So how do you make the image look bright and fresh whilst keeping detail?Watering can in snowIf your camera has an exposure compensation dial then you should dial in about 2 stops overexposure as a starting point. Exposure compensation is used to move the camera away from the cameras suggested exposure to brighter or darker ones. Look at the histogram and make sure the image preview isn`t blinking (indicating overexposed highlights). It takes a bit of practice but after a while you will be able to expose the shot perfectly. It is a good idea when practicing this technique to bracket the shot.

This scene below was a tough one to get right as the bud is against snow and the ice crystals on the bud I wanted to show with all their intricate detail.

Blackcurrant "Ben Nevis" branch with buds covered in snow and ice crystals, winter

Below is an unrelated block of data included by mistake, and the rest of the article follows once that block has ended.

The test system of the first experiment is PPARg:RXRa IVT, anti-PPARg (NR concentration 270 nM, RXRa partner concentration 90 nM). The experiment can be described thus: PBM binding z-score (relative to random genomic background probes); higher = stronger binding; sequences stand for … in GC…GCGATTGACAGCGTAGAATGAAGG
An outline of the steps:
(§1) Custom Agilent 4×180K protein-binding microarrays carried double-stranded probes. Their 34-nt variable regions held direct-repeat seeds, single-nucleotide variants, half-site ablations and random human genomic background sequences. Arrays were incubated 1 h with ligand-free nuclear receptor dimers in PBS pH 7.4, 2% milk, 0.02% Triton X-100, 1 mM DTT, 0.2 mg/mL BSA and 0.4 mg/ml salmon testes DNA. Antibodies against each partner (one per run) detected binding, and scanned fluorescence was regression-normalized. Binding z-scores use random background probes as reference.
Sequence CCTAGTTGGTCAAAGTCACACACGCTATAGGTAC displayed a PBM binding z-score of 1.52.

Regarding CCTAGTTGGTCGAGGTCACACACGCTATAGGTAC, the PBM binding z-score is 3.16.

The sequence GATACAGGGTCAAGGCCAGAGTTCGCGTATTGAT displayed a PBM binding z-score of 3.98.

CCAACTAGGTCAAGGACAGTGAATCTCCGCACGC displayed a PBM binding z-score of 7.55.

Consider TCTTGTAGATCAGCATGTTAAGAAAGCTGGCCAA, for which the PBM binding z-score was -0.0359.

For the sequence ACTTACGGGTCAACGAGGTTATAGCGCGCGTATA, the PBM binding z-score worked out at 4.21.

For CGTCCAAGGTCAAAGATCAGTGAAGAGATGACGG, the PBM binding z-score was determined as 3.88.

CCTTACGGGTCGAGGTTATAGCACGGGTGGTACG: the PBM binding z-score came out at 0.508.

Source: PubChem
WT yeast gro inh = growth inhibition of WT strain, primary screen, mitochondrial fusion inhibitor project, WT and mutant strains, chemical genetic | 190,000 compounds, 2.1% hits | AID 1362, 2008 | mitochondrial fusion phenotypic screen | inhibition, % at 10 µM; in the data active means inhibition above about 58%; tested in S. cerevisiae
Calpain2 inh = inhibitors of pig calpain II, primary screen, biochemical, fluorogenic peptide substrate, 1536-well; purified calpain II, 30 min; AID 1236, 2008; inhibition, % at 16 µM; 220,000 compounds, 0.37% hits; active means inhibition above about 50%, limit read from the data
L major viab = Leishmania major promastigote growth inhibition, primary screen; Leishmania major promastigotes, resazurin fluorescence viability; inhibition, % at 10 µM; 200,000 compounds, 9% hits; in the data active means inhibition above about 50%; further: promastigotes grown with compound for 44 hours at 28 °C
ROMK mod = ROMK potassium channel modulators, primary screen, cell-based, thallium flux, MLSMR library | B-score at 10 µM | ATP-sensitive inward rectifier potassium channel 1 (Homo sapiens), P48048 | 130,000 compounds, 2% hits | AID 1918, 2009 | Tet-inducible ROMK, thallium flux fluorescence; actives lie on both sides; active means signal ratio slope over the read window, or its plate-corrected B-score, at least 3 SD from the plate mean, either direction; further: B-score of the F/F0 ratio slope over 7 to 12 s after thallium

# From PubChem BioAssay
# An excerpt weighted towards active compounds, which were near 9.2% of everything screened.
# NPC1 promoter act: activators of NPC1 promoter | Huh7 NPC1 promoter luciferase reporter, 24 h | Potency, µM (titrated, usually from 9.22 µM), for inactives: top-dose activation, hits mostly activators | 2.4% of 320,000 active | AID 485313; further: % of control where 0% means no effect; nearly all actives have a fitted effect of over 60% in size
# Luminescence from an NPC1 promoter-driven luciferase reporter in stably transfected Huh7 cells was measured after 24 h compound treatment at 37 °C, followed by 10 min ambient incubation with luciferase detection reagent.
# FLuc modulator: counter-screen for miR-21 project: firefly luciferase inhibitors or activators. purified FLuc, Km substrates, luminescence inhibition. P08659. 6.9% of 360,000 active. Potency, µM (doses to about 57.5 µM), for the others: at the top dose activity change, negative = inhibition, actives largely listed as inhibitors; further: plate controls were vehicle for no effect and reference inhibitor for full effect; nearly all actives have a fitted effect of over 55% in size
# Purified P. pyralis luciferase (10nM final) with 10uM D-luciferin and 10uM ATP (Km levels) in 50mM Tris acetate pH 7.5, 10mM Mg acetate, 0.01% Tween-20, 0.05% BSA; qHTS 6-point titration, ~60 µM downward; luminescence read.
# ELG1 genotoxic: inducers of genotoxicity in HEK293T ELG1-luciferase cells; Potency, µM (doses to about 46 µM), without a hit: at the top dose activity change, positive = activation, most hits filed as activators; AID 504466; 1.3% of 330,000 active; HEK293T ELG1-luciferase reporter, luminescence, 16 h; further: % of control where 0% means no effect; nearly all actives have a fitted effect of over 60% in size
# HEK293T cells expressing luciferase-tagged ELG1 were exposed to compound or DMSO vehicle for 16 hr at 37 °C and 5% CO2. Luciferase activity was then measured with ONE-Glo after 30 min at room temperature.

As a starting point I added 2 stops overexposure in the exposure compensation dial, which gave a decent image with no highlights (snow & ice) overexposed. As the camera was on a tripod I then bracketed around this exposure for a perfectly exposed image which retained all the detail in the ice crystals.

On a photo shoot for Manfrotto in Svalbard this technique was essential as the whole place was covered in snow and ice at the time of year I was there. At -30C it was important to act quickly and know the way around the camera, as I had 3 pairs of gloves on, a thick outer extreme weather glove, then inside a woolen glove and a silk glove, this was a technique that Alan Hinkes told me about when I met him and asked his advice. I thought he should know, as he is the only British mountaineer to have climbed all 14 mountains with elevations greater than 8,000 metres and he also photographs his ascents. Basically you keep the 2 outer gloves on for as long as possible and for the shot remove the 2 outer gloves on the one hand leaving the silk glove when you are ready to take the photo.